The #1 website shopping cart mistake isn’t one that you make when you’re building your shopping cart. The mistake was made back in college when you decided that Psychology 101 was so easy you could skip half the classes. Because it’s what you would have learned in psychology that will drive more sales to your bottom line.
And ultimately – this is a really simple fix to a common mistake.
To fully understand why you need to do this you can either read Frank Kern’s new book, which I don’t even think has a title yet, or read Influence by Robert Cialdini. Both of them cover this concept quite thoroughly.
In a speech Cialdini gave to students at Pepperdine University, he told them about a restaurant that was having a hard time with it’s “taking reservations” policy. The group figured out they were losing a good bit on money on table turn-around with people who didn’t actually show up for their reservations. So they were thinking of going to first come, first serve only.
Fortunately, Cialdini made a suggestion that severely reduced their reservation no shows. (I’m sure you haven’t forgotten that we’re talking about the #1 website shopping cart mistake. Don’t worry – I haven’t either.)
Prior to the change the host had been taking the reservation, confirming the time and date and asking the customer to call and cancel if they weren’t going to come. Before I continue, this is the part of the website shopping cart where they type their information in and press “continue” to move to the credit card phase. In both cases, the customer is merely raising his hand and saying “I’m interested in this” – no commitment has been made.
So Cialdini made one very minor change to their “taking reservations” script. You’ll think the change was minute. He said do this: “When you’ve taken their information and confirmed the time and date ASK THEM if they will call if they need to cancel. Get them to say ‘yes, I’ll call”. That’s why skipping psychology was a bad thing to do.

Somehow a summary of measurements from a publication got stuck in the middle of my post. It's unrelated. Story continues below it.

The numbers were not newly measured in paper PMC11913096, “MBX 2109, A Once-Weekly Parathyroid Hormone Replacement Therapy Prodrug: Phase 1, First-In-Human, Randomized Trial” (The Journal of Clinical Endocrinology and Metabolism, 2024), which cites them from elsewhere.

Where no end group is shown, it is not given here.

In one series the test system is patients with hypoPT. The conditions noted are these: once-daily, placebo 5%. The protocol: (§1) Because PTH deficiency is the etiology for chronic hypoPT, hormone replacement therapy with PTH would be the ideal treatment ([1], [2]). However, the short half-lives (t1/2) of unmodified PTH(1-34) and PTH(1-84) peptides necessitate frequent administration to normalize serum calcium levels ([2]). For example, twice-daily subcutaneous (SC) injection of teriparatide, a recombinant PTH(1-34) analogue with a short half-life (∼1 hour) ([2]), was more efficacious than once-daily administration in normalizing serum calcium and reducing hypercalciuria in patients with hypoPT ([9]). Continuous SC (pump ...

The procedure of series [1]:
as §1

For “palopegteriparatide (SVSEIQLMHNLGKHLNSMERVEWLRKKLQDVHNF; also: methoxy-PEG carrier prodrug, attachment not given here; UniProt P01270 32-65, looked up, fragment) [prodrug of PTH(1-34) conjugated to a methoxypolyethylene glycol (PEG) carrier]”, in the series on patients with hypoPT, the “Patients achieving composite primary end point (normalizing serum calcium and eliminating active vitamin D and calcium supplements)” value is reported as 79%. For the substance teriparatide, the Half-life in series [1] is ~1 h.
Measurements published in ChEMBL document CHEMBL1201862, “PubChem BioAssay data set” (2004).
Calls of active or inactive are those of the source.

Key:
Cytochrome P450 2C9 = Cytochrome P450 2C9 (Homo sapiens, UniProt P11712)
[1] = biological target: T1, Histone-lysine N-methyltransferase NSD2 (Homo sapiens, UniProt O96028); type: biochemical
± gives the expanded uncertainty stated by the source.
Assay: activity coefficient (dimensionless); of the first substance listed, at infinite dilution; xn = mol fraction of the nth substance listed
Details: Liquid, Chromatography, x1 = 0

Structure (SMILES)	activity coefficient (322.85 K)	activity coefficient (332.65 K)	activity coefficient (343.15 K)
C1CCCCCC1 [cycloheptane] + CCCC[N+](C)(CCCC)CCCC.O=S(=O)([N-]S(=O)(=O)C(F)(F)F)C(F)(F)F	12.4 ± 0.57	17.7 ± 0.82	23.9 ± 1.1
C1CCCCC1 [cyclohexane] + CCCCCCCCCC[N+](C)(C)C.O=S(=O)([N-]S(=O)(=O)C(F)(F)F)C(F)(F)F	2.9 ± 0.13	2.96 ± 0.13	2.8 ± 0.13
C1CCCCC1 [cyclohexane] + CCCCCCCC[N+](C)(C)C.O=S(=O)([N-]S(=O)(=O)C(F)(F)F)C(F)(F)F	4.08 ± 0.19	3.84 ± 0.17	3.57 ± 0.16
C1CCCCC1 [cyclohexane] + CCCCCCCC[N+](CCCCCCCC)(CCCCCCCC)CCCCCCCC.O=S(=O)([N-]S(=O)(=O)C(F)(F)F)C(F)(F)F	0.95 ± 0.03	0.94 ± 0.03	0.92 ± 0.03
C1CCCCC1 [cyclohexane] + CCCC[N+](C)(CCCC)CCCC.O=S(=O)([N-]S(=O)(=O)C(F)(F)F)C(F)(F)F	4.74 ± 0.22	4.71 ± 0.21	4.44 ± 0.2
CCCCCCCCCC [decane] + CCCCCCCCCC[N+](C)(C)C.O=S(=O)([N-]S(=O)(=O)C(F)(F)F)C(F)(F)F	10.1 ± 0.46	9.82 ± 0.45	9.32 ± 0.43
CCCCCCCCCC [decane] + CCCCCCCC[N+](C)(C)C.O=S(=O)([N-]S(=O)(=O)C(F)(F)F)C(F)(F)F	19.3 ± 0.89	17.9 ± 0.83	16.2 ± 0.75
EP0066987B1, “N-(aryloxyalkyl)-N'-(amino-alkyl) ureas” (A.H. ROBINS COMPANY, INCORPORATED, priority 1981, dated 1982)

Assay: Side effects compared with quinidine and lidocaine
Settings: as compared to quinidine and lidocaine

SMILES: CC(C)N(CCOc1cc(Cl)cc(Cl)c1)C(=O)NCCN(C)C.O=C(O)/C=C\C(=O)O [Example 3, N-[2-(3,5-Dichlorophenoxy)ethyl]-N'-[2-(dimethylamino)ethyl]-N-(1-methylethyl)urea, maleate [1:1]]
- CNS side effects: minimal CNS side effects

Yes, if you ask them if they’ll call when their plans change, they have to go against their word if they plan to skip out. Basically, they’ve committed to you they’ll call. And that small difference turned their 12% no show rate into a 1% rate overnight.
And you can do this in your shopping cart, too. The reason it is the #1 website shopping cart mistake is because designers try to reduce everything down to one single click – but that fails you two ways. It fails you because the customer has made no commitment and because you’ve achieved nothing at this point.
So in your website shopping cart you’re going to make this small change. When they click to order, you want them to go to a page that says “Yes, I want to test drive this great software because I’m committed to becoming a better (gardner/ writer/basket weaver/internet marketer”). And then have them fill out the email opt-in box to move on.
When they hit “submit” then send them to the shopping cart page (on your site or someone else’s). If they don’t buy at this point, they’re going against their word here as well. It’s not that they’re going against a virtual pledge they made to you – but rather against a pledge they made to themselves. They’d have to break their word to do something other than what they already agreed to do. And it changes things dramatically.
And a little ninja trick to do with your autoresponder is to have the actual “buyers” on that list moved to a “Product buyer’s” list and offer the original “potential buyer’s list” that they agreed to in this new “commitment page”. That leaves all the people who “pledged” to themselves to buy the product but didn’t actually follow-through on a list by themselves. That’s a list you can do well marketing to and thereby increasing your sales.
So basically, the #1 website shopping cart mistake is not taking into account the personal psychology of the consumer buying process. What has been your experience with increasing your shopping cart sales?